Up and down, up and down. Now the numbers marched past the pointer with slowing deliberation. One of the roustabouts called out in wonder: Jekyll and Hyde, she thought, and was suddenly, senselessly, afraid of him.
With a final tick! The crowd held its breath. The Wheel revolved slowly, bringing the pointer up against the small pin between 19 and For a quarter of a second it seemed that the pin could not hold the pointer in the 19 slot; that the last of its dying velocity would carry it over to Then the Wheel rebounded, its force spent, and came to rest.
For a moment there was no sound from the crowd. No sound at all. Then one of the teenagers, soft and awed: Johnny was slapped on the back, pummeled.
People brushed by Sarah to get at him, to touch him, and for the moment they were separated she felt miserable, raw panic. Strengthless, she was butted this way and that, her stomach rolling crazily.
A dozen afterimages of the Wheel whirled blackly before her eyes. A moment later Johnny was with her and she saw with weak gladness that it really was Johnny and not the composed, mannequinlike figure that had watched the Wheel on its last spin.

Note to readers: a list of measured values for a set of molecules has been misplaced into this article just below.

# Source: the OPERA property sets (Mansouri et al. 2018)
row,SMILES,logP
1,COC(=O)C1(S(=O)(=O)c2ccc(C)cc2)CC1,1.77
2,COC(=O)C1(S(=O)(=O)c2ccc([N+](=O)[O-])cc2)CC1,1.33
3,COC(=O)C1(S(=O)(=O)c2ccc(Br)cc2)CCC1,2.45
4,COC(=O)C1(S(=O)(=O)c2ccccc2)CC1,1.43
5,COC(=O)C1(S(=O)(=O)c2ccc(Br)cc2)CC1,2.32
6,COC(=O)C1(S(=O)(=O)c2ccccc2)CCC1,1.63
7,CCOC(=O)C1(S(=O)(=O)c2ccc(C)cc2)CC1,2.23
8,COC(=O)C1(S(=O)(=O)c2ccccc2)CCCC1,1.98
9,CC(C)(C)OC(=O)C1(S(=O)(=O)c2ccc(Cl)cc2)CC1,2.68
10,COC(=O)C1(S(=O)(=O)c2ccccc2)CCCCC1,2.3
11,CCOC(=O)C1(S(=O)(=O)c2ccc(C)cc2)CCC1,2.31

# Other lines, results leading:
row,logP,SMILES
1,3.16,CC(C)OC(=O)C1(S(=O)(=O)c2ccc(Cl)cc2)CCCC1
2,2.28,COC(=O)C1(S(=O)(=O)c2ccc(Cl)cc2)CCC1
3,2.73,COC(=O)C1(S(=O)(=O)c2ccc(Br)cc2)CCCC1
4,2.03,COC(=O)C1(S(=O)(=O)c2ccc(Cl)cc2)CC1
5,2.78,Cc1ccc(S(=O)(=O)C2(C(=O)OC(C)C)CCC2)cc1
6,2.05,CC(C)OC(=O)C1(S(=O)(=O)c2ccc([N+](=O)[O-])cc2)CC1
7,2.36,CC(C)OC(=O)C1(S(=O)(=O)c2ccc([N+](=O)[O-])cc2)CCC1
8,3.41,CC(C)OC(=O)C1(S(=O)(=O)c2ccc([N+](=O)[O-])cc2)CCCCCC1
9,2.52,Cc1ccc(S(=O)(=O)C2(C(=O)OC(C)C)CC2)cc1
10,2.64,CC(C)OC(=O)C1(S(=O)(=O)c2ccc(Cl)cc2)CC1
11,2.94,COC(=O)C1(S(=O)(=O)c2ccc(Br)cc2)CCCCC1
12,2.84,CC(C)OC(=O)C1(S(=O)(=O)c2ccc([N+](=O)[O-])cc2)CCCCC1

He looked confused and concerned about her. The pitchman cleared his throat. The pitchman looked at Johnny. The lady here really is sick.
He suddenly reached over the playing board and groped beneath the counter. Her head was whirling. He brought up the Roi-Tan cigar box from under the counter, pushed it aside without even looking inside it, groped again, and this time came up with a steel lockbox painted industrial green.
He slammed it down on the play-board. He produced a key on a fine-link chain. Sarah could stay no longer. Her stomach felt bloated and suddenly as still as death.
Everything was going to come up, everything, and at express-train speed. The fluorescent mask seemed to hang sickly before her eyes in the midway dark as she hurried past the merry-go-round.
She struck a light pole with her shoulder, staggered, grabbed it, and threw up. It seemed to come all the way from her heels, convulsing her stomach like a sick, slick fist.